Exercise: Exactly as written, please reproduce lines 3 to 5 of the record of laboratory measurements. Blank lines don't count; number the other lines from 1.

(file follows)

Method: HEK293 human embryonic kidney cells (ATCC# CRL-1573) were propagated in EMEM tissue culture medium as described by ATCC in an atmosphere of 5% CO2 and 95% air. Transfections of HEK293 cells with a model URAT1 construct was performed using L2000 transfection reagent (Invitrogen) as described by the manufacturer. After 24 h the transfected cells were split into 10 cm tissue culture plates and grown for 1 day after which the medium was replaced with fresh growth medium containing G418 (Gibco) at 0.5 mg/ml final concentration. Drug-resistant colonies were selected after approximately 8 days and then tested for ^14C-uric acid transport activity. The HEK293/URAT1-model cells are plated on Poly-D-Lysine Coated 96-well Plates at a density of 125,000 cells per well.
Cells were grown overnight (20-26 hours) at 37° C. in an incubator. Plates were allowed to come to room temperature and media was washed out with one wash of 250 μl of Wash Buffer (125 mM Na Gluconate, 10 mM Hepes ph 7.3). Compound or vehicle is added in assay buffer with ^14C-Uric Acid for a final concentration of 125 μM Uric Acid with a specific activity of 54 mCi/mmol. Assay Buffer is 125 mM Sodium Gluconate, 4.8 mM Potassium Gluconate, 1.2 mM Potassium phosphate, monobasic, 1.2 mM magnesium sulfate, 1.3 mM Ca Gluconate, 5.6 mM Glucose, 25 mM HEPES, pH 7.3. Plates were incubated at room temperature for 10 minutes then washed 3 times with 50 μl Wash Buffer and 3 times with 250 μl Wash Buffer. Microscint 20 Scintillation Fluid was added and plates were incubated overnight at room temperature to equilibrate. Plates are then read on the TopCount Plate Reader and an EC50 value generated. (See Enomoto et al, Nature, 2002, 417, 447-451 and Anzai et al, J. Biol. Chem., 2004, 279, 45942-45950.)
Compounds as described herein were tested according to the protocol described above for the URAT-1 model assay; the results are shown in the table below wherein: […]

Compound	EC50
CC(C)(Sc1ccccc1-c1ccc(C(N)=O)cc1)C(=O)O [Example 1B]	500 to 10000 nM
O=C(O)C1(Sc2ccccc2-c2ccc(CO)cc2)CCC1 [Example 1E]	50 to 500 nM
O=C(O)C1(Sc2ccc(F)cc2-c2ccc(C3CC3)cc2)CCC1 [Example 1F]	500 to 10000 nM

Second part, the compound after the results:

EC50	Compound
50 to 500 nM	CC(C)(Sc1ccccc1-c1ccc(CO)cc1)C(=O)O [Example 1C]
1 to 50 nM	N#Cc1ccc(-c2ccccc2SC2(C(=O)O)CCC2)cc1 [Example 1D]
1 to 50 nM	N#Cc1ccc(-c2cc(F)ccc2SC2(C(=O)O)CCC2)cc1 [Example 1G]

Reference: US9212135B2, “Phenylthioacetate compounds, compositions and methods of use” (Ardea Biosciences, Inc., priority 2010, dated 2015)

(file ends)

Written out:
Compounds as described herein were tested according to the protocol described above for the URAT-1 model assay; the results are shown in the table below wherein: […]

Compound	EC50
CC(C)(Sc1ccccc1-c1ccc(C(N)=O)cc1)C(=O)O [Example 1B]	500 to 10000 nM